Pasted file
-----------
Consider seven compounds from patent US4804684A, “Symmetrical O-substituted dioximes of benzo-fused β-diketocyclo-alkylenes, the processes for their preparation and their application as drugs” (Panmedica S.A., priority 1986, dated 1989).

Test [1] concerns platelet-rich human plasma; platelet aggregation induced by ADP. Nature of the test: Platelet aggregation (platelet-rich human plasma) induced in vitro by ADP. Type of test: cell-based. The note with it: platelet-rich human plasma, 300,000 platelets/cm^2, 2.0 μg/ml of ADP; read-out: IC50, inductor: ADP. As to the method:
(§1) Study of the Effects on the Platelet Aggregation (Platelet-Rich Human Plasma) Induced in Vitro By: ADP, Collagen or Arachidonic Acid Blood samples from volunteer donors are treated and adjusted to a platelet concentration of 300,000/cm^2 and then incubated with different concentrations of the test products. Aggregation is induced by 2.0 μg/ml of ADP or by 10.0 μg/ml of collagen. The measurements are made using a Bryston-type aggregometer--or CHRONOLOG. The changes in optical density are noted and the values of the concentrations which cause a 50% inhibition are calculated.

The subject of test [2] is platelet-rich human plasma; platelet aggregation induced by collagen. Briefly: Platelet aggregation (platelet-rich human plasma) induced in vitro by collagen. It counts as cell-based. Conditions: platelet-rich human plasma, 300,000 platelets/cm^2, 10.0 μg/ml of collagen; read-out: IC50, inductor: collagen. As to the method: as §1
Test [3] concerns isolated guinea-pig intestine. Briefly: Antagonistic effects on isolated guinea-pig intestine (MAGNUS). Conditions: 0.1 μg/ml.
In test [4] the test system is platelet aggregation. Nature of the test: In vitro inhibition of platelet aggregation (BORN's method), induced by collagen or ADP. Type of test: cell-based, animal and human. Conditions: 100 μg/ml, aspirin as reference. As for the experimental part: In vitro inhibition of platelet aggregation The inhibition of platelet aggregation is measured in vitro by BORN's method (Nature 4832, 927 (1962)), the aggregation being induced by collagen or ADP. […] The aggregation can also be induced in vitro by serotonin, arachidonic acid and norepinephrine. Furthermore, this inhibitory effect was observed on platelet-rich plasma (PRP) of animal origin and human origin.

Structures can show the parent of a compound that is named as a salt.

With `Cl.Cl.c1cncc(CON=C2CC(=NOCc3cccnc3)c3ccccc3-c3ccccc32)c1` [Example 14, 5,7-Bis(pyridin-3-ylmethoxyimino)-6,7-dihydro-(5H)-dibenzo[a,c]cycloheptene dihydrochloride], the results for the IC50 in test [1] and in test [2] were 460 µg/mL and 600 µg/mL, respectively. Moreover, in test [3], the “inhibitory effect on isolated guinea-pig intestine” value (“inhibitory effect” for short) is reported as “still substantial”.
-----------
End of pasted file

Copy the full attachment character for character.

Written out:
Consider seven compounds from patent US4804684A, “Symmetrical O-substituted dioximes of benzo-fused β-diketocyclo-alkylenes, the processes for their preparation and their application as drugs” (Panmedica S.A., priority 1986, dated 1989).

Test [1] concerns platelet-rich human plasma; platelet aggregation induced by ADP. Nature of the test: Platelet aggregation (platelet-rich human plasma) induced in vitro by ADP. Type of test: cell-based. The note with it: platelet-rich human plasma, 300,000 platelets/cm^2, 2.0 μg/ml of ADP; read-out: IC50, inductor: ADP. As to the method:
(§1) Study of the Effects on the Platelet Aggregation (Platelet-Rich Human Plasma) Induced in Vitro By: ADP, Collagen or Arachidonic Acid Blood samples from volunteer donors are treated and adjusted to a platelet concentration of 300,000/cm^2 and then incubated with different concentrations of the test products. Aggregation is induced by 2.0 μg/ml of ADP or by 10.0 μg/ml of collagen. The measurements are made using a Bryston-type aggregometer--or CHRONOLOG. The changes in optical density are noted and the values of the concentrations which cause a 50% inhibition are calculated.

The subject of test [2] is platelet-rich human plasma; platelet aggregation induced by collagen. Briefly: Platelet aggregation (platelet-rich human plasma) induced in vitro by collagen. It counts as cell-based. Conditions: platelet-rich human plasma, 300,000 platelets/cm^2, 10.0 μg/ml of collagen; read-out: IC50, inductor: collagen. As to the method: as §1
Test [3] concerns isolated guinea-pig intestine. Briefly: Antagonistic effects on isolated guinea-pig intestine (MAGNUS). Conditions: 0.1 μg/ml.
In test [4] the test system is platelet aggregation. Nature of the test: In vitro inhibition of platelet aggregation (BORN's method), induced by collagen or ADP. Type of test: cell-based, animal and human. Conditions: 100 μg/ml, aspirin as reference. As for the experimental part: In vitro inhibition of platelet aggregation The inhibition of platelet aggregation is measured in vitro by BORN's method (Nature 4832, 927 (1962)), the aggregation being induced by collagen or ADP. […] The aggregation can also be induced in vitro by serotonin, arachidonic acid and norepinephrine. Furthermore, this inhibitory effect was observed on platelet-rich plasma (PRP) of animal origin and human origin.

Structures can show the parent of a compound that is named as a salt.

With `Cl.Cl.c1cncc(CON=C2CC(=NOCc3cccnc3)c3ccccc3-c3ccccc32)c1` [Example 14, 5,7-Bis(pyridin-3-ylmethoxyimino)-6,7-dihydro-(5H)-dibenzo[a,c]cycloheptene dihydrochloride], the results for the IC50 in test [1] and in test [2] were 460 µg/mL and 600 µg/mL, respectively. Moreover, in test [3], the “inhibitory effect on isolated guinea-pig intestine” value (“inhibitory effect” for short) is reported as “still substantial”.